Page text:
As I perused social media and news feeds early in January, I kept coming across stories about the benefits of a dry January. An alcohol-free month was not in my cards, however, because an early January archaeological conference meant lots of social beers with colleagues.
One hundred years ago this month, in January of 1920, citizens of the United States began to experience a long, dry period as Prohibition got underway. Congress passed the 18th Amendment in October of 1919, following it on January 16, 1920 with the passage of the Volstead Act, designed to enforce Prohibition. The amendment made it illegal to produce, transport and sell alcohol in the United States. With the exception of Maryland, every U.S. state passed state-level versions of the Volstead Act (Walsh 2017).
Resistance to Prohibition was strong in Maryland, which had elected “wet” governor Albert Ritchie in 1920 (Ciammachilli 2019). This resistance even earned Maryland its nickname of the “Free State” in 1922 (Walsh 2017). Lawmakers in Baltimore especially opposed Prohibition. Despite opposition within the city, however, the effects of the ban on alcohol were almost immediate, with the closing of bars, saloons and breweries (Levy 2016). Of Baltimore, the American newspaper wrote that “gloom fell over the wet trade” (cited in Walsh 2017).
Baltimore has always been a city of breweries. The city’s first breweries were established in the first half of the 18th century and produced British-style ales. The bird’s eye view of the city shown on the 1869 Sasche Map illustrates at least 15 breweries, some of them with beer gardens. This preponderance of breweries can be traced back to the increasing German immigration, beginning in the 1840s. Germans brought with them a love of lighter lager beers, whose production began to predominate in the city’s beer manufacturing.
Beer bottles are a common find at archaeological sites, beginning in the second half of the 19th century. The Monumental Brewing Company bottle shown in Figure 1 was found in a privy sealed around 1910 at the Federal Reserve Site (18BC27) in the Otterbein neighborhood of Baltimore. The Monumental Brewing Company opened in 1900, but went out of business in 1920, at the start of Prohibition.
Baltimore’s breweries reacted in one of two ways during Prohibition. Some manufacturers, including the National Brewing Company and the American Brewery, went out of business (Levy 2016). Others, like Gunther and Globe, managed to keep their doors open by manufacturing “near” beers—beverages that contained less than one half of one percent of alcohol by volume (Levy 2016).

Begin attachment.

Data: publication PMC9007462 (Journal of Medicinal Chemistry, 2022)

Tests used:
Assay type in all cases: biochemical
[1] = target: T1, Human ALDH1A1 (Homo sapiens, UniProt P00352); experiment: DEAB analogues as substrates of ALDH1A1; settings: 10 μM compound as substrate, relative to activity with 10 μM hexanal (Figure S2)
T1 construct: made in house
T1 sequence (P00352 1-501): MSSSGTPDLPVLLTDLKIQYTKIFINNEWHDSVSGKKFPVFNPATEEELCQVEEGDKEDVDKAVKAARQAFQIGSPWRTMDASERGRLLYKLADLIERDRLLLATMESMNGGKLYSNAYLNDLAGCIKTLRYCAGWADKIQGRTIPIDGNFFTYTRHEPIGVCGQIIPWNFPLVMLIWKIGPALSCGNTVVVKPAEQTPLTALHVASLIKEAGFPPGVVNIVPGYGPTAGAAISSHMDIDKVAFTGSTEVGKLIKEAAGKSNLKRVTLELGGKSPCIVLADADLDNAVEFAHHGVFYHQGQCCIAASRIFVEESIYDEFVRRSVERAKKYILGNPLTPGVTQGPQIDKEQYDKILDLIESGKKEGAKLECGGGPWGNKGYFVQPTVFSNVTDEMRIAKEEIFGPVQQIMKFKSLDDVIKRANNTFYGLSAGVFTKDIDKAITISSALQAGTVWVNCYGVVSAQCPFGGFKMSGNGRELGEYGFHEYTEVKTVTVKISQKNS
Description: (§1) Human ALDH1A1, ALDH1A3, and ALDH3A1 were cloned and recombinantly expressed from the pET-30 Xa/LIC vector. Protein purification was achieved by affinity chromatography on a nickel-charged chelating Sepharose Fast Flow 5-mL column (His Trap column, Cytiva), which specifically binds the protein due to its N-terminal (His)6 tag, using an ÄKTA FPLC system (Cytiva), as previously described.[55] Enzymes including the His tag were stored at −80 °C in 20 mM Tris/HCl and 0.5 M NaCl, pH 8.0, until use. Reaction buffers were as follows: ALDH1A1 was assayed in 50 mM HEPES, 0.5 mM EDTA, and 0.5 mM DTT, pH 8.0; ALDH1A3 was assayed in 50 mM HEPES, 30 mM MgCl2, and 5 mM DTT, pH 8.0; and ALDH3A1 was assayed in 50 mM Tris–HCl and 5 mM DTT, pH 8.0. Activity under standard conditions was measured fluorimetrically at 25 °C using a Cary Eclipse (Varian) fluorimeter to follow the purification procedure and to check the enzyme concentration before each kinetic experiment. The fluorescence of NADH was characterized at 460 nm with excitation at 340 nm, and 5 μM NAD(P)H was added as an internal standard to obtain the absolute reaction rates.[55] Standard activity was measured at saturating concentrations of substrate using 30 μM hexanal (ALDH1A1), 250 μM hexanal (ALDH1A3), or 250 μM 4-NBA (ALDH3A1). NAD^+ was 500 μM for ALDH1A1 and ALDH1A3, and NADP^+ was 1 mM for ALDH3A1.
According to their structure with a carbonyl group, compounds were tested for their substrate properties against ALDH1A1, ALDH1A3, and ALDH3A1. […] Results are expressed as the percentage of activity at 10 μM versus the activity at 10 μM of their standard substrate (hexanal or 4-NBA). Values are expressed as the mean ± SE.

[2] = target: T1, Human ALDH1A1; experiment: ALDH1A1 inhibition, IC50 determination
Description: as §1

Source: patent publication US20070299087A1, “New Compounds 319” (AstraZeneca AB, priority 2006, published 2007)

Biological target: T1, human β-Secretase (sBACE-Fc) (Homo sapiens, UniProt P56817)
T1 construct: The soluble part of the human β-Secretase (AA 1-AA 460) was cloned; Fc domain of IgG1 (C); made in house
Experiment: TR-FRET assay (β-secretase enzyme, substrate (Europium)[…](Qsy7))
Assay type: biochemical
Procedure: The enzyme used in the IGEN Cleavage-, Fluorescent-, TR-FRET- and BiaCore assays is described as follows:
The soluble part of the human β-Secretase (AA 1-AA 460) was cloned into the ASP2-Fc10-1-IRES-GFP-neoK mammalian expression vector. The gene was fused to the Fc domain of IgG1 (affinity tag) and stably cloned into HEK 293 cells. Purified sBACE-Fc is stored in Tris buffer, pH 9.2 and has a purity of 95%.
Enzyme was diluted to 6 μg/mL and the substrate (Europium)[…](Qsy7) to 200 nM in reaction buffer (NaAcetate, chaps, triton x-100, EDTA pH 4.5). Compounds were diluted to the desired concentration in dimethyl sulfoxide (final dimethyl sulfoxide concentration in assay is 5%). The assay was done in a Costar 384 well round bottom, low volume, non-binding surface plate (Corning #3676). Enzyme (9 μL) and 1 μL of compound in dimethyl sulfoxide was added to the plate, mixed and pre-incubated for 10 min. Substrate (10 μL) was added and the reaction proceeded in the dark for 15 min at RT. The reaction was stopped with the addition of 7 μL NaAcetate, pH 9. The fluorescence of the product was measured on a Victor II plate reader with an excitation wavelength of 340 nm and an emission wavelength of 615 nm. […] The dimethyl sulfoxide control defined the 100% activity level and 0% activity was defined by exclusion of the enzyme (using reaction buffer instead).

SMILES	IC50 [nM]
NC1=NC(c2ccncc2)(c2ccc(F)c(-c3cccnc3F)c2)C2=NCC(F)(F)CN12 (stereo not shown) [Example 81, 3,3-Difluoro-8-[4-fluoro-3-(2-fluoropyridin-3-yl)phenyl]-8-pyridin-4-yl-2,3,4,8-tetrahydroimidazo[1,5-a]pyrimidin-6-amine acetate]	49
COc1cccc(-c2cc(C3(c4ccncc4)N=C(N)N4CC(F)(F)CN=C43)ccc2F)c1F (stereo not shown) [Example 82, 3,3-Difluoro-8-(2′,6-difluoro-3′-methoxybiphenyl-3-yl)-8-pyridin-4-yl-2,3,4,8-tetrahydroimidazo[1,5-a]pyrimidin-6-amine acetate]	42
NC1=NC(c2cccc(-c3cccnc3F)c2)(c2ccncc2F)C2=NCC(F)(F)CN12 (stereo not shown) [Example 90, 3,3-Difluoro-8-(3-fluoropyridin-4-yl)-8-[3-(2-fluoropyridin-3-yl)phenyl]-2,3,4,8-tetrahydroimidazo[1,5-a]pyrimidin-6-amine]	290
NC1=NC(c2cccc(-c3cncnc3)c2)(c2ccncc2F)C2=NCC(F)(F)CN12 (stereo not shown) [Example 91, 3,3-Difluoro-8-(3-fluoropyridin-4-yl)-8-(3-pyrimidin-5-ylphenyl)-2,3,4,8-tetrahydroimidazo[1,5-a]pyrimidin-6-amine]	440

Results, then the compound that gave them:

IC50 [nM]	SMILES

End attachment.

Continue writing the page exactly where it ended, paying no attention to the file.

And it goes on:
General opinion holds that Prohibition was a failure (Buck 2013). Alcohol consumption was only moderately reduced by the legal restrictions, while organized crime centered on the illegal production and sale of alcohol soared. Opposed to the 18th Amendment, Baltimore writer H. L. Mencken famously wrote, “there is not less drunkenness in the Republic, but more”. The U.S. ban against the production, transportation and sale of alcohol was ultimately to last for 13 years. In 1933, the 21st Amendment ended Prohibition, making the 18th Amendment the only constitutional amendment ever repealed in our country. Baltimore’s breweries rebounded and are still successful today.
Buck, Betty. 2013. The Failed Experiment of Prohibition. Baltimore Sun. Website accessed January 27, 2020 at https://www.baltimoresun.com/opinion/op-ed/bs-ed-beer-20131204-story.html.
Ciammachilli, Esther. 2019. Booze! Causing Political Fights in Maryland for 100 Years. WAMU 88.5 American University Radio, March 4, 2019. Website accessed January 27, 2020 at https://wamu.org/story/19/03/04/booze-causing-political-fights-in-maryland-for-100-years/.
Levy, Sidney. 2016. Lost City: Local Taverns and Big Breweries. Underbelly. Maryland Historical Society. February 18, 2016. Website accessed January 27, 2020 at http://www.mdhs.org/underbelly/2016/02/18/lost-city-local-taverns-and-big-breweries/.
Walsh, Michael T. 2017. Baltimore Prohibition: Wet and Dry in the Free State. American Palate; A Division of the History Press, Charleston, S.C.